• We’ve been supporting businesses and business models – £2.5mn Equity investment in OMC Power through our returnable capital programmes. And we are keen to support more businesses through this route.

  • One of our top priorities is empowering poor women and girls with the help of renewable energy. And towards that end, as part of UN’s Sustainable Energy 4 All initiative, we have committed £4.5 million every year over the period 2014 – 2019 to advance knowledge and awareness regarding the impact of energy access—or the lack thereof—on women and girls across the world, including in India.

  • This year we have also supported a new category in the Ashden Awards Energy Access, Women and Girls – targeting the transformative role clean energy can play in providing opportunities and benefits for women. The winner of this award this year has been an Indian organisation – Greenway Grameen, who sells clean and affordable cook-stoves.

  • We are supporting use of renewable energy in rural infrastructure e.g. in health centres in Bihar and cold storages in Madhya Pradesh.

  • There’s a very interesting project that I would like to share with you. Under UKFCO’s Prosperity Fund, we are working with the Climate Parliament to implement a project which aims at mobilising legislators’ actions towards development of a long term comprehensive renewable energy policy in Odisha, Karnataka and Maharashtra. This project has yielded a strong network of legislators in Odisha who are keen to take positive steps towards the development of renewable energy in the remote and tribal areas of the state and their individual constituencies.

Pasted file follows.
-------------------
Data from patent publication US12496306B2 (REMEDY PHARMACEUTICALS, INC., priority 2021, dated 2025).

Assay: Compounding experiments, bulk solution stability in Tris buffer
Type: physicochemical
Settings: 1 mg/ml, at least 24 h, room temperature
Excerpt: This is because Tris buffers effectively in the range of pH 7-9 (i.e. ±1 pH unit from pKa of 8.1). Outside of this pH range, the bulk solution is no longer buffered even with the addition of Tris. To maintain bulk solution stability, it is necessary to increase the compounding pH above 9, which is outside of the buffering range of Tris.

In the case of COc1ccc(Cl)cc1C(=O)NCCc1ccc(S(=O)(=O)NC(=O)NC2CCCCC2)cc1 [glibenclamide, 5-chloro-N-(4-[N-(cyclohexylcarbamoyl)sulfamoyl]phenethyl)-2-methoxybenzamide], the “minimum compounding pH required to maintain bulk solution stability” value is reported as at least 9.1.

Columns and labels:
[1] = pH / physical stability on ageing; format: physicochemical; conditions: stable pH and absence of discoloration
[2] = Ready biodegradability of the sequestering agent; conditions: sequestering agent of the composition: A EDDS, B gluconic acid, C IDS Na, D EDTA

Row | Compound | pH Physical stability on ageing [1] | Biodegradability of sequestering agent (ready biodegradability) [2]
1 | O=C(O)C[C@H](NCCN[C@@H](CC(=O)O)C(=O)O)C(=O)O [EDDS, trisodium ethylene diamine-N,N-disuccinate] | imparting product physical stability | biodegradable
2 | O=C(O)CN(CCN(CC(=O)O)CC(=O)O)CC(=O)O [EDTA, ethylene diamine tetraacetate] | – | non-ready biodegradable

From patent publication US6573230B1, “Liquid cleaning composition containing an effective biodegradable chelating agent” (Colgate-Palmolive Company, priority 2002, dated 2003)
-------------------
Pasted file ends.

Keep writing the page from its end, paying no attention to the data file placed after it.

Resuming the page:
• On the research side, things are getting interesting as well.

  • Under a programme called Bridging the Urban and Rural Divide (BURD), jointly supported by Research Councils UK and Indian Government’s Department of Science and Technology (DST), researchers from the UK and India are working on a project that aims to address the dependence of rural communities on fossil fuels by developing innovative and sustainable biomass-fuelled hybrid energy systems at a scale suitable for community use.  The new technologies developed during the project will be piloted at villages in Karnataka and Assam.

  • The project which I would like to mention now is one which may warm the hearts of Tagore-lovers in this room. Funded with £1.4 million, experts from Exeter, Nottingham and Leeds universities in the UK are working with researchers from Visva Bharati University, IIT Bombay and IIT Madras to develop a new renewable energy system which combines solar power and bio-energy to bring electricity to homes in a remote tribal hamlet in Tagore’s Shantiniketan.  The integrated system will be installed at Uttar Sehalai Tribal village, not too far from here, which has 80 homes and a population of around 400 people. The prototype system will be the first of its kind ever to be installed in India.